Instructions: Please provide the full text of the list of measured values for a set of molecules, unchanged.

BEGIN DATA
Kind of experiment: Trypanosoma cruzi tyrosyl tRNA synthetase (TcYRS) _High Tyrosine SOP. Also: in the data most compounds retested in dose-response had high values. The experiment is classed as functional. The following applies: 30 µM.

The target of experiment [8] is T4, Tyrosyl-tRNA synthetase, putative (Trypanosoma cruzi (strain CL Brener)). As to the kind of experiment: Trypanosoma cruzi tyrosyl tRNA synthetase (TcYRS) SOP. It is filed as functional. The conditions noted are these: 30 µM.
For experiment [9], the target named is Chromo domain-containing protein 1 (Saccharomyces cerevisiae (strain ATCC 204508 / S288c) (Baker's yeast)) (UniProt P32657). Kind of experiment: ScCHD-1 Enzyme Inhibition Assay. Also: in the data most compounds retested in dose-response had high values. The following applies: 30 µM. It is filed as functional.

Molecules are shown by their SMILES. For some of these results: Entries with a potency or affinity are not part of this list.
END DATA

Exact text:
Kind of experiment: Trypanosoma cruzi tyrosyl tRNA synthetase (TcYRS) _High Tyrosine SOP. Also: in the data most compounds retested in dose-response had high values. The experiment is classed as functional. The following applies: 30 µM.

The target of experiment [8] is T4, Tyrosyl-tRNA synthetase, putative (Trypanosoma cruzi (strain CL Brener)). As to the kind of experiment: Trypanosoma cruzi tyrosyl tRNA synthetase (TcYRS) SOP. It is filed as functional. The conditions noted are these: 30 µM.
For experiment [9], the target named is Chromo domain-containing protein 1 (Saccharomyces cerevisiae (strain ATCC 204508 / S288c) (Baker's yeast)) (UniProt P32657). Kind of experiment: ScCHD-1 Enzyme Inhibition Assay. Also: in the data most compounds retested in dose-response had high values. The following applies: 30 µM. It is filed as functional.

Molecules are shown by their SMILES. For some of these results: Entries with a potency or affinity are not part of this list.